September 13, 2012
By ANDY THIBAULT
and DANIELA FORTE
Mary Badaracco. Contributed photo.
Editor’s Note: This is the first in a series of new stories on the case of Mary Badaracco
A sitting Superior Court judge from Goshen will face cross-examination as a criminal complainant in the upcoming trial of Dominic Badaracco, identified as a prime suspect in one of Connecticut’s longest-running missing persons cases.
Mr. Badaracco, 76, stands accused of bribing Judge Robert Brunetti in an attempt to influence grand jury proceedings surrounding the killing of his ex-wife Mary 28 years ago. Although no body was ever found, State Police reclassified the Sherman case as a homicide in 1990.
The bribery trial has been moved from the New Britain Judicial District—where Judge Brunetti currently is assigned—to Middletown, according to lawyers connected with the case and a new posting at the Judicial Department Web site. A pre-trial meeting in chambers on administrative issues was scheduled for Sept. 13 in Middletown.
The pending cross-examination of a sitting judge is unusual in Connecticut. Prominent Hartford appellate attorney Wesley Horton, author of a scholarly book on the Connecticut Constitution, characterized the situation as “unique.”
A series of phone calls from Mr. Badaracco and his former business partner Ronald “Rocky” Richter to Judge Brunetti is detailed in the arrest warrant. Judge Brunetti was a longtime friend or associate of both men and legal counsel to their business before he became a judge in 2002. They also played golf together.
“Rocky, Brunes … ,” Judge Brunetti said in a call to Mr. Richter Dec. 2, 2010. “Hey listen, I found out some information … is Dominic around there?” This call was taped by State Police following a meeting with the judge and investigators in Litchfield.
Mr. Badaracco came on the line. Among his responses to Judge Brunetti are: “What,” “Huh,” and “I don’t understand ya.”
“There may be somethin’ I can do for you,” Judge Brunetti continued, according to the State Police transcription. “I wasn’t sure I could, but there may be somethin’ I can do, to help you out.”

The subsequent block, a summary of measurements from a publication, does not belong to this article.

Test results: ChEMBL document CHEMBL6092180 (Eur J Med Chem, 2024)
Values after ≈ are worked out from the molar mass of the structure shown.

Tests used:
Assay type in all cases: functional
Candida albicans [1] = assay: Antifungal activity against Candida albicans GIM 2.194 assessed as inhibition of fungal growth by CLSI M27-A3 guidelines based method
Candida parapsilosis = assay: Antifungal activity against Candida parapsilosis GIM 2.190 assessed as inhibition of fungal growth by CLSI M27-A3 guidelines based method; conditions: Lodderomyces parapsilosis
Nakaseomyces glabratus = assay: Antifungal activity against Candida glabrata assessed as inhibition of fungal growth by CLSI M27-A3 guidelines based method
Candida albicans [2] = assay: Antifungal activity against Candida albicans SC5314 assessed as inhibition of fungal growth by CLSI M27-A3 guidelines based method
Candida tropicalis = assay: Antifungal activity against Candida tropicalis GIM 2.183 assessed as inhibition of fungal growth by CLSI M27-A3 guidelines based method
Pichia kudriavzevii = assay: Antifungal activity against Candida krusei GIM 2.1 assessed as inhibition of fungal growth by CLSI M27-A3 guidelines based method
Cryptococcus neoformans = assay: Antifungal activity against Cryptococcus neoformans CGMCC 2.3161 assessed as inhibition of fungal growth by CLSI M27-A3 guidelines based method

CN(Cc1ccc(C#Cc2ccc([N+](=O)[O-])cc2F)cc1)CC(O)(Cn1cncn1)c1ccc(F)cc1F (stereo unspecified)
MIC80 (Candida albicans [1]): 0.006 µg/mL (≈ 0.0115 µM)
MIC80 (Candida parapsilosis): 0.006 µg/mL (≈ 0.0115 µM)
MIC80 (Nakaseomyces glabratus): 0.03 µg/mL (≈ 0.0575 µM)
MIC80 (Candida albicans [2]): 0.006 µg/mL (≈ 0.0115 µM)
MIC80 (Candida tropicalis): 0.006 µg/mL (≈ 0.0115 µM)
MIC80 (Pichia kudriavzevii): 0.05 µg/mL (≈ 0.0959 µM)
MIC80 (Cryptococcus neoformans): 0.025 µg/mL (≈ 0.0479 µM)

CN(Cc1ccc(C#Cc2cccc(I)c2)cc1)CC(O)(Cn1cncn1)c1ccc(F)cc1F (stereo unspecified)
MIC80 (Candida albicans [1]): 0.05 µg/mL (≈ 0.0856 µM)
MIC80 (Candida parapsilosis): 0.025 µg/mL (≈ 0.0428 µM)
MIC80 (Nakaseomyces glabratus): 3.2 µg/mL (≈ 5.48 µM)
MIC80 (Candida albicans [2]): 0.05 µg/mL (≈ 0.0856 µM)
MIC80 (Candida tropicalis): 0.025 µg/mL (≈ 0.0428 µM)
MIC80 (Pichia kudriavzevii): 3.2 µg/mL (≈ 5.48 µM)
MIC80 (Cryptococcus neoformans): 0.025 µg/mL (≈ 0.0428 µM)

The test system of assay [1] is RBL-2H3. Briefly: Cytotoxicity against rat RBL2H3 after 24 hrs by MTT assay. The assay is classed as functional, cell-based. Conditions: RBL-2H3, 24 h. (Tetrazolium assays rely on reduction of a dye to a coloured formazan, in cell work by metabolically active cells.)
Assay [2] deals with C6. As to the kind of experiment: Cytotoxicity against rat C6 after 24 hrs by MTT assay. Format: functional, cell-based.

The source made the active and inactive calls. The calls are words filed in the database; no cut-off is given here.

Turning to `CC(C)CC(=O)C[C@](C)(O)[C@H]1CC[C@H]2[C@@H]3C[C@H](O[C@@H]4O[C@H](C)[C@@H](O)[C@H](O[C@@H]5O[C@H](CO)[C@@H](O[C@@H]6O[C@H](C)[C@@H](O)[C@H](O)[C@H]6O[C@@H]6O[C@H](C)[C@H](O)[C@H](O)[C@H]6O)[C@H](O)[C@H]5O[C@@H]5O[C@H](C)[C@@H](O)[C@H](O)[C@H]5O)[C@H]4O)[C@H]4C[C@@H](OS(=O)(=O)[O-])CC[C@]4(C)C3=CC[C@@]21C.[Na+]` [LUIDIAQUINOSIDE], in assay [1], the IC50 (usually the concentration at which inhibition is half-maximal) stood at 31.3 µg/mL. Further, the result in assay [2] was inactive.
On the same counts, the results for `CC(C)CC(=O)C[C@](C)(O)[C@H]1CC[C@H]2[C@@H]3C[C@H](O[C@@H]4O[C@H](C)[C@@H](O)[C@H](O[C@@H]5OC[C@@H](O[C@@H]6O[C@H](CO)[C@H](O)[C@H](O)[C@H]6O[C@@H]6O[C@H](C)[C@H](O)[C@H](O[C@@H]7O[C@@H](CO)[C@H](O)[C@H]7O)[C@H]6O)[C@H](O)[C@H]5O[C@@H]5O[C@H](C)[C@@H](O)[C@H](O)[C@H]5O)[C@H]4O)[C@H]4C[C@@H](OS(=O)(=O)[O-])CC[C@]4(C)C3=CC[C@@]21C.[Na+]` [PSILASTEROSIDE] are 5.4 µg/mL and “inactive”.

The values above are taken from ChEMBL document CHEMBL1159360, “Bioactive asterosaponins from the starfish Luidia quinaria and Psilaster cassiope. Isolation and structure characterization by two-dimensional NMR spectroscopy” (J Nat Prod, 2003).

To which Mr. Badaracco allegedly replied, “OK.”
In one of the prior calls, made to Judge Brunetti’s home, prosecutors claim Mr. Badaracco told Judge Brunetti: “I’m only gonna say this one time … it’s worth a hundred G’s.”
The prior calls were not taped. In the taped call, which includes several unintelligible sections, the parties agree to a meeting that never took place.
High-powered teams of prosecutors and defense lawyers are expected to battle over the credibility of the witnesses.
The prosecution team is led by Deputy Chief State’s Attorney Len Boyle, a former federal prosecutor and State Police commissioner. Mr. Boyle is joined by Executive Assistant State’s Attorney Michael A. Gailor, who successfully prosecuted former Hartford Mayor Eddie Perez on corruption charges.
Longtime Bridgeport white collar defense attorneys Richard Meehan and Edward Gavin represent Mr. Badaracco. Mr. Meehan and Mr. Gavin represented former Bridgeport Mayor Joseph Ganim in his federal corruption trial nine years ago.
“When you try a case against Rich Meehan,” former U.S. Attorney Stan Twardy told Connecticut Magazine at the time, “you’re in for a fight. But it’s an old-fashioned fight. You can still talk to him afterward.”
Mr. Badaracco has pleaded not guilty, and Mr. Meehan has asserted he is innocent.
State Police claim Mr. Badaracco transferred funds to obtain more than $100,000 two days before the alleged offer to Judge Brunetti.
Mary Badaracco was 38 years old when she disappeared in 1984. At the time, her car, a 1982 Chevrolet Cavalier, remained in the driveway of the Badaraccos’ home in Sherman. The driver’s side of the windshield had been smashed. That car subsequently disappeared as well, and State Police have been unable to find it.
The grand jury looking into the Badaracco case heard 62 witnesses in 2010 and 2011. The report by Judge William Hadden did not call for any arrests and was sealed. This type of grand jury—known as a one-person grand jury—has been used sporadically in Connecticut in recent decades as a fact-finding tool for difficult cases involving corruption. It was used often in the 1970s and 1980s by then Chief State’s Attorney Austin McGuigan, who lost his job after convicting two cabinet members in the administration of Gov. Bill O’Neill.
The grand jury has subpoena power and compels witnesses to testify under oath.
Mary Badaracco’s daughters —Beth Profeta of Torrington and Sheryl Passaro—have been critical of prosecutors for what they say is a failure to pursue perjury and other charges. They enlisted the aid of the state’s victim advocate, attorney Michele Cruz, who has a pending motion to obtain sealed testimony.